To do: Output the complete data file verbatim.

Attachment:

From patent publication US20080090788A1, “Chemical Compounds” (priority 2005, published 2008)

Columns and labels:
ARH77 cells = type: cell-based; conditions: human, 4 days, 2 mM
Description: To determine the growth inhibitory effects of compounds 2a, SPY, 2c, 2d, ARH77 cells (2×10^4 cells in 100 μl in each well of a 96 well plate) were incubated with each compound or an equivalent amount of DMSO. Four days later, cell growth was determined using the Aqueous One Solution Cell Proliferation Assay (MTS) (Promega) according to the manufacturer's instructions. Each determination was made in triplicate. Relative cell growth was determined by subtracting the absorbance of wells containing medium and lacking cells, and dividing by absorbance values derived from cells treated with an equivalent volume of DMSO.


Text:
From patent publication US20080090788A1, “Chemical Compounds” (priority 2005, published 2008)

Columns and labels:
ARH77 cells = type: cell-based; conditions: human, 4 days, 2 mM
Description: To determine the growth inhibitory effects of compounds 2a, SPY, 2c, 2d, ARH77 cells (2×10^4 cells in 100 μl in each well of a 96 well plate) were incubated with each compound or an equivalent amount of DMSO. Four days later, cell growth was determined using the Aqueous One Solution Cell Proliferation Assay (MTS) (Promega) according to the manufacturer's instructions. Each determination was made in triplicate. Relative cell growth was determined by subtracting the absorbance of wells containing medium and lacking cells, and dividing by absorbance values derived from cells treated with an equivalent volume of DMSO.